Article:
The Jane Austen Society by Natalie Jenner
My rating: 4 of 5 stars
The jacket copy says that fans of the Guernsey Literary and Potato Peel Pie Society and The Chilbury Ladies’ Choir will enjoy this book; I’m a fan of the first and not of the second, but I did enjoy this historical fiction tribute to Jane Austen and her fans. I think the book was written expressly for them; deeper familiarity with her novels would certainly enhance the reading. I’m not sure that it will convert those unfamiliar with her work; it didn’t inspire me to reread Austen, but it kept my interest because it celebrates reading.
Jenner has invented a group of characters who form the Jane Austen Society in the post-WWII village of Chawton (Austen’s historic home). In homage to Austen, she concentrates on illustrating issues of class and romantic expectations in the closed-environment Petri dish of an English village; in service to her own muse, there’s a 21st Century perspective that makes it more bearable to me than Austen’s own works. The author’s outlier characters, Evie and Adam (oh, the symbolism—but no, there’s a huge age gap and they’re never associated romantically) are the ones who made the book interesting to me. I really liked them. Adam, a village farmer, discovers Austen from the visit of an American girl on Austen pilgrimage in 1932, thereby obtaining the gift of companionship and wisdom that books can bring to a lonely life. Evie’s introduced to Austen in school by the dynamic village teacher. Though she has to leave the village school before graduation in order to work in the manor where Austen once lived, she has her master reading list and she’s able to nurture her native intelligence through access to the manor library.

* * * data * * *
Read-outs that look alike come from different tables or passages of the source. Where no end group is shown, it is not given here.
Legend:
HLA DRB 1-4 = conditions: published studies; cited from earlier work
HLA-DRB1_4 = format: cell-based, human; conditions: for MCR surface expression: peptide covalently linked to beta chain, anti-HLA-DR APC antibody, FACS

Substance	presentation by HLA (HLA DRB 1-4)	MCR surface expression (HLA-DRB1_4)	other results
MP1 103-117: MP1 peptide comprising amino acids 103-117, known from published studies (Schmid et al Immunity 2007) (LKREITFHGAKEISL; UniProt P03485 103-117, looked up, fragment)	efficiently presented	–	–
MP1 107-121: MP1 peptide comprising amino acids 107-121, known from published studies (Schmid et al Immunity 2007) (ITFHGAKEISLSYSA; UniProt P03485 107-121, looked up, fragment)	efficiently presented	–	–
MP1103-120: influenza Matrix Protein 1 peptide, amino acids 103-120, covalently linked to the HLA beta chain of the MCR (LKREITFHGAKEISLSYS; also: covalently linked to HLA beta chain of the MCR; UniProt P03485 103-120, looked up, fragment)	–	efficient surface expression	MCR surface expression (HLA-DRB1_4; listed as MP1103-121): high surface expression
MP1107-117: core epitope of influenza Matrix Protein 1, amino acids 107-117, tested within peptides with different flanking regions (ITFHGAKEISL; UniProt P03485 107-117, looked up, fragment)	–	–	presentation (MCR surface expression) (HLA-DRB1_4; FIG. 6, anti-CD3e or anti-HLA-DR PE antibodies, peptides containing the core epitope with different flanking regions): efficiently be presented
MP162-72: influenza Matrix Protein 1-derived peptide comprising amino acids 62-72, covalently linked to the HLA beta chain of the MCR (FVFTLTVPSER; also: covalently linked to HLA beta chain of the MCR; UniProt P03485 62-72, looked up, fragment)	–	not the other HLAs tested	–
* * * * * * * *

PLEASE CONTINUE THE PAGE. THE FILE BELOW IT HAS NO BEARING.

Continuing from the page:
Most of the other characters are flawed but sympathetic, just like real life. The village doctor, the village lawyer, and the lady of the manor all have starring roles, along with the teacher and the American—later a movie star who never lost her love for Austen—her movie producer fiancé, and a Sotheby’s assistant director of estate sales. Couples find happiness and the entwined threads all tie up nicely in the end. I’ll look forward to another book from the author, especially if she steps further from Austen’s shadow.
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